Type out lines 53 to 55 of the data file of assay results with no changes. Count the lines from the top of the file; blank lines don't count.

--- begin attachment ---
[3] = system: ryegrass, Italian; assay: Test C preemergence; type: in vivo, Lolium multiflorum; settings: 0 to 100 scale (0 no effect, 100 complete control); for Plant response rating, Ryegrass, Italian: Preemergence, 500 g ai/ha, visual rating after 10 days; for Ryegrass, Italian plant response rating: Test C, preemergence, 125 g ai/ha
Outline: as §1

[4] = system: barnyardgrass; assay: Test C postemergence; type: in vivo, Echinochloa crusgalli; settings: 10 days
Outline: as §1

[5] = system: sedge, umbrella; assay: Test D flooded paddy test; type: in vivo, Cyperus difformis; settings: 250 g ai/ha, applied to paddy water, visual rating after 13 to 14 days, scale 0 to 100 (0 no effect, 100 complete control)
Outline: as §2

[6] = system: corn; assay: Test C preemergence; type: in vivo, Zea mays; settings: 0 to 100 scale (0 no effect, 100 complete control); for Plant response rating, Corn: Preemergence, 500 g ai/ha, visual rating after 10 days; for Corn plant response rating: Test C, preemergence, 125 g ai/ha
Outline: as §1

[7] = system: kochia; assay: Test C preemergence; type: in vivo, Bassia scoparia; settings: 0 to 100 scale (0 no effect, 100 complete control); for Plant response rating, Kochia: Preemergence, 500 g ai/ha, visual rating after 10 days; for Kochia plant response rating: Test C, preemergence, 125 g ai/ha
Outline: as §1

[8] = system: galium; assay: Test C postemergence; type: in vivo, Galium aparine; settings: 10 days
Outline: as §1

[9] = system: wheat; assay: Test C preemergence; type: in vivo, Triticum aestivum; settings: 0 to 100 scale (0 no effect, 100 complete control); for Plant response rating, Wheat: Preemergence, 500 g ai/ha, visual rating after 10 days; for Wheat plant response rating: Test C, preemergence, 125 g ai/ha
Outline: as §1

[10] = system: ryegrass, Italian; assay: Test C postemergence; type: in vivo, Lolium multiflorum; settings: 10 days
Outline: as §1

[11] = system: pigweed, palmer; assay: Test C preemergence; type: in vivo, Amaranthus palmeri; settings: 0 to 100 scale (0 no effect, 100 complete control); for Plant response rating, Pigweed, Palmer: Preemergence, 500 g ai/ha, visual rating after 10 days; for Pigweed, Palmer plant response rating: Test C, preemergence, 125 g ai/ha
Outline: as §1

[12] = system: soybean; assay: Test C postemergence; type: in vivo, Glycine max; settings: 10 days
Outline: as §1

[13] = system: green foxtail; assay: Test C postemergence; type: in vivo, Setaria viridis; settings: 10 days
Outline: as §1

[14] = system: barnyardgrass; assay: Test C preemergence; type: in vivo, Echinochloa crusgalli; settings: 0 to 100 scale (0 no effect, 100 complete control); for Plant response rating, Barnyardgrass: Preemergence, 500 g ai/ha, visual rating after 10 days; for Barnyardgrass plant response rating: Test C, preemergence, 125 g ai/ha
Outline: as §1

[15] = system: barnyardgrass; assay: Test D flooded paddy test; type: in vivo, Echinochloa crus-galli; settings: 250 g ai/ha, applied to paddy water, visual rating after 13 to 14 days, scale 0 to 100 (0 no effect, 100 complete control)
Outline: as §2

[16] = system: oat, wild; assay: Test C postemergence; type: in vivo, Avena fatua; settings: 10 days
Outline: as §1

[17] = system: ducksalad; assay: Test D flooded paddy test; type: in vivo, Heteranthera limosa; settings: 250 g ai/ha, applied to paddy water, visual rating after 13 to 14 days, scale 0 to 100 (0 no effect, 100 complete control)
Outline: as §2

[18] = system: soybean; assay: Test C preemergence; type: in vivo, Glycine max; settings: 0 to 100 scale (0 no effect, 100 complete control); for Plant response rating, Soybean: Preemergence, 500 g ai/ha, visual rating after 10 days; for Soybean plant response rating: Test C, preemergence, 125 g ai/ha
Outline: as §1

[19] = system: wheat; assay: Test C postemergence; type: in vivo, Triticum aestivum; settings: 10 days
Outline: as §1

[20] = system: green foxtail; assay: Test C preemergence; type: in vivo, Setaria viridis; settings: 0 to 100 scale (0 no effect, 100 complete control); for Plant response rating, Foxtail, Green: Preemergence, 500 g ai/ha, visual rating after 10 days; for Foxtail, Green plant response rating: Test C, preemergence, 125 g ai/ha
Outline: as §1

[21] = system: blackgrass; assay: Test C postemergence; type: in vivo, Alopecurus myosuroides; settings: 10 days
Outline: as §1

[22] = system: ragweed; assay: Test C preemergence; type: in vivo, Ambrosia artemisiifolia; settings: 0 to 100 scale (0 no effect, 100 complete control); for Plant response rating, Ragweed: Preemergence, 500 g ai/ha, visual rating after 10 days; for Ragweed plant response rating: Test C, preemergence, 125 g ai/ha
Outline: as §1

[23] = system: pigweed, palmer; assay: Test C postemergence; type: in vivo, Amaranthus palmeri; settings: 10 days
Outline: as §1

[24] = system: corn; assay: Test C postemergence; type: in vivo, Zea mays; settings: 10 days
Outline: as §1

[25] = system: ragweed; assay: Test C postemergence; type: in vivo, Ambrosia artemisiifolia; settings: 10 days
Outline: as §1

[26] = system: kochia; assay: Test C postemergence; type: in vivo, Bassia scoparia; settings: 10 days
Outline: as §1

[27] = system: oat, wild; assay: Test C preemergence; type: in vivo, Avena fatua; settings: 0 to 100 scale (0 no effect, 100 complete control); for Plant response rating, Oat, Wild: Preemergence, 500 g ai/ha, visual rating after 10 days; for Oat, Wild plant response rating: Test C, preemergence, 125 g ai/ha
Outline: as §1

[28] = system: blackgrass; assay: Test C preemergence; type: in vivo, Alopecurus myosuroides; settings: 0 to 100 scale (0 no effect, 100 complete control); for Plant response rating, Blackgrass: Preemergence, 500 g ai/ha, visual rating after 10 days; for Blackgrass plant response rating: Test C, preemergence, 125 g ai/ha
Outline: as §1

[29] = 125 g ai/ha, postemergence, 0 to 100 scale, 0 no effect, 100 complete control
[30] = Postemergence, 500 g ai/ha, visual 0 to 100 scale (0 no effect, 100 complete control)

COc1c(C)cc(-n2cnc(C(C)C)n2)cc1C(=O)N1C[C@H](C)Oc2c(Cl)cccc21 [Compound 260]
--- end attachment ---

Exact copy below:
[29] = 125 g ai/ha, postemergence, 0 to 100 scale, 0 no effect, 100 complete control
[30] = Postemergence, 500 g ai/ha, visual 0 to 100 scale (0 no effect, 100 complete control)

COc1c(C)cc(-n2cnc(C(C)C)n2)cc1C(=O)N1C[C@H](C)Oc2c(Cl)cccc21 [Compound 260]